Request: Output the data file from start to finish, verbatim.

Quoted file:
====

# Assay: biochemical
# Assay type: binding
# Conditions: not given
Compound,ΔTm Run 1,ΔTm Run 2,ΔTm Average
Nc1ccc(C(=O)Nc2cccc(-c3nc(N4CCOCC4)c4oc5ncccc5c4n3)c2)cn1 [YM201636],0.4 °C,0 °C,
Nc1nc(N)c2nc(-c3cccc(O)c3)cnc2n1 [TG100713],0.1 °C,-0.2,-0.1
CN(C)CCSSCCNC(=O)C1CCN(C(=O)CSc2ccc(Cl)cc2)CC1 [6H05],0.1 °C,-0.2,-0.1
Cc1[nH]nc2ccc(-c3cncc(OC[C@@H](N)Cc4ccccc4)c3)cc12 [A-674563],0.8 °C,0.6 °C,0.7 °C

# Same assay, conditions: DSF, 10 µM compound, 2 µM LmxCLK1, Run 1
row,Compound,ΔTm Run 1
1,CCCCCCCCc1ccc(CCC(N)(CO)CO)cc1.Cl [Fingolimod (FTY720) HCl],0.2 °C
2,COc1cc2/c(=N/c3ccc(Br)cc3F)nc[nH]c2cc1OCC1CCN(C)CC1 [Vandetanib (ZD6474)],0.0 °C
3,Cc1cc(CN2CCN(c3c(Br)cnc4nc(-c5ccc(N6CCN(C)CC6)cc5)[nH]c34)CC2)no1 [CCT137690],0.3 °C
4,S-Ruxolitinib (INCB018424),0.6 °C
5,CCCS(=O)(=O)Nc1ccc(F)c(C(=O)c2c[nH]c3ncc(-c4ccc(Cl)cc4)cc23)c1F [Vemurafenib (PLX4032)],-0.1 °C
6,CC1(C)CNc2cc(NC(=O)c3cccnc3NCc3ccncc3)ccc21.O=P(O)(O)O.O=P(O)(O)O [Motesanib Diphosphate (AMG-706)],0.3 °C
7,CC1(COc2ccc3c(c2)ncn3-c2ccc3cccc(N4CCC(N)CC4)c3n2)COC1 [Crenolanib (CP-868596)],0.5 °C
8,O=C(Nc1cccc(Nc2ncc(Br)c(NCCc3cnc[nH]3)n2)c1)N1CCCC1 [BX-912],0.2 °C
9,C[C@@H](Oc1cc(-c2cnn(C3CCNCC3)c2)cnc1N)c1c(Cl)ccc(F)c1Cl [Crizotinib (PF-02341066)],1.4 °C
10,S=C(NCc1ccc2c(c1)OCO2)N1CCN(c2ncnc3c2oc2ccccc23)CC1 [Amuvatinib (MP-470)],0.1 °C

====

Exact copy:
# Assay: biochemical
# Assay type: binding
# Conditions: not given
Compound,ΔTm Run 1,ΔTm Run 2,ΔTm Average
Nc1ccc(C(=O)Nc2cccc(-c3nc(N4CCOCC4)c4oc5ncccc5c4n3)c2)cn1 [YM201636],0.4 °C,0 °C,
Nc1nc(N)c2nc(-c3cccc(O)c3)cnc2n1 [TG100713],0.1 °C,-0.2,-0.1
CN(C)CCSSCCNC(=O)C1CCN(C(=O)CSc2ccc(Cl)cc2)CC1 [6H05],0.1 °C,-0.2,-0.1
Cc1[nH]nc2ccc(-c3cncc(OC[C@@H](N)Cc4ccccc4)c3)cc12 [A-674563],0.8 °C,0.6 °C,0.7 °C

# Same assay, conditions: DSF, 10 µM compound, 2 µM LmxCLK1, Run 1
row,Compound,ΔTm Run 1
1,CCCCCCCCc1ccc(CCC(N)(CO)CO)cc1.Cl [Fingolimod (FTY720) HCl],0.2 °C
2,COc1cc2/c(=N/c3ccc(Br)cc3F)nc[nH]c2cc1OCC1CCN(C)CC1 [Vandetanib (ZD6474)],0.0 °C
3,Cc1cc(CN2CCN(c3c(Br)cnc4nc(-c5ccc(N6CCN(C)CC6)cc5)[nH]c34)CC2)no1 [CCT137690],0.3 °C
4,S-Ruxolitinib (INCB018424),0.6 °C
5,CCCS(=O)(=O)Nc1ccc(F)c(C(=O)c2c[nH]c3ncc(-c4ccc(Cl)cc4)cc23)c1F [Vemurafenib (PLX4032)],-0.1 °C
6,CC1(C)CNc2cc(NC(=O)c3cccnc3NCc3ccncc3)ccc21.O=P(O)(O)O.O=P(O)(O)O [Motesanib Diphosphate (AMG-706)],0.3 °C
7,CC1(COc2ccc3c(c2)ncn3-c2ccc3cccc(N4CCC(N)CC4)c3n2)COC1 [Crenolanib (CP-868596)],0.5 °C
8,O=C(Nc1cccc(Nc2ncc(Br)c(NCCc3cnc[nH]3)n2)c1)N1CCCC1 [BX-912],0.2 °C
9,C[C@@H](Oc1cc(-c2cnn(C3CCNCC3)c2)cnc1N)c1c(Cl)ccc(F)c1Cl [Crizotinib (PF-02341066)],1.4 °C
10,S=C(NCc1ccc2c(c1)OCO2)N1CCN(c2ncnc3c2oc2ccccc23)CC1 [Amuvatinib (MP-470)],0.1 °C